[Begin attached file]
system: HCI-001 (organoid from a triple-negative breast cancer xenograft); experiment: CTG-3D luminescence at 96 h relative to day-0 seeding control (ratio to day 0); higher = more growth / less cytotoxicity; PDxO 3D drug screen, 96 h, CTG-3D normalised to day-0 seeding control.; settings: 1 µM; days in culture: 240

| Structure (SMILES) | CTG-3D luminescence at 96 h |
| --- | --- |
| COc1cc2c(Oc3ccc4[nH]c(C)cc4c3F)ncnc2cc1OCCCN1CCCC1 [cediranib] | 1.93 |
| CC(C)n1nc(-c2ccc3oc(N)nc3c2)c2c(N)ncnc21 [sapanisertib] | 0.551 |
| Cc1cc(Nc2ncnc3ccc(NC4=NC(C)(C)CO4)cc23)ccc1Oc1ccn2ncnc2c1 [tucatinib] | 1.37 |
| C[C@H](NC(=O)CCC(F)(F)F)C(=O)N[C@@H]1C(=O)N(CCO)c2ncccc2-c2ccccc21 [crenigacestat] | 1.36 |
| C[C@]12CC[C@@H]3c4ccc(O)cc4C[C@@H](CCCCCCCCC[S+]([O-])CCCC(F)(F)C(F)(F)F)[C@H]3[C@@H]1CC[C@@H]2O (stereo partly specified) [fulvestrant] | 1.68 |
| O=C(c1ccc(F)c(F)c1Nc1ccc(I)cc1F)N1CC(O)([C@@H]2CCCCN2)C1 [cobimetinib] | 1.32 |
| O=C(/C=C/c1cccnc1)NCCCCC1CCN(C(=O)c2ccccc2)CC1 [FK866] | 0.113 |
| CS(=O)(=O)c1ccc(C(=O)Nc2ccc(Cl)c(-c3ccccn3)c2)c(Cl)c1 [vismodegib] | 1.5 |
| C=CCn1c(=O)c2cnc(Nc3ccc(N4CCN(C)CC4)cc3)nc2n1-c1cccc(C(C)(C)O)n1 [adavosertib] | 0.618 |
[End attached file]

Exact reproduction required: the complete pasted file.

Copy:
system: HCI-001 (organoid from a triple-negative breast cancer xenograft); experiment: CTG-3D luminescence at 96 h relative to day-0 seeding control (ratio to day 0); higher = more growth / less cytotoxicity; PDxO 3D drug screen, 96 h, CTG-3D normalised to day-0 seeding control.; settings: 1 µM; days in culture: 240

| Structure (SMILES) | CTG-3D luminescence at 96 h |
| --- | --- |
| COc1cc2c(Oc3ccc4[nH]c(C)cc4c3F)ncnc2cc1OCCCN1CCCC1 [cediranib] | 1.93 |
| CC(C)n1nc(-c2ccc3oc(N)nc3c2)c2c(N)ncnc21 [sapanisertib] | 0.551 |
| Cc1cc(Nc2ncnc3ccc(NC4=NC(C)(C)CO4)cc23)ccc1Oc1ccn2ncnc2c1 [tucatinib] | 1.37 |
| C[C@H](NC(=O)CCC(F)(F)F)C(=O)N[C@@H]1C(=O)N(CCO)c2ncccc2-c2ccccc21 [crenigacestat] | 1.36 |
| C[C@]12CC[C@@H]3c4ccc(O)cc4C[C@@H](CCCCCCCCC[S+]([O-])CCCC(F)(F)C(F)(F)F)[C@H]3[C@@H]1CC[C@@H]2O (stereo partly specified) [fulvestrant] | 1.68 |
| O=C(c1ccc(F)c(F)c1Nc1ccc(I)cc1F)N1CC(O)([C@@H]2CCCCN2)C1 [cobimetinib] | 1.32 |
| O=C(/C=C/c1cccnc1)NCCCCC1CCN(C(=O)c2ccccc2)CC1 [FK866] | 0.113 |
| CS(=O)(=O)c1ccc(C(=O)Nc2ccc(Cl)c(-c3ccccn3)c2)c(Cl)c1 [vismodegib] | 1.5 |
| C=CCn1c(=O)c2cnc(Nc3ccc(N4CCN(C)CC4)cc3)nc2n1-c1cccc(C(C)(C)O)n1 [adavosertib] | 0.618 |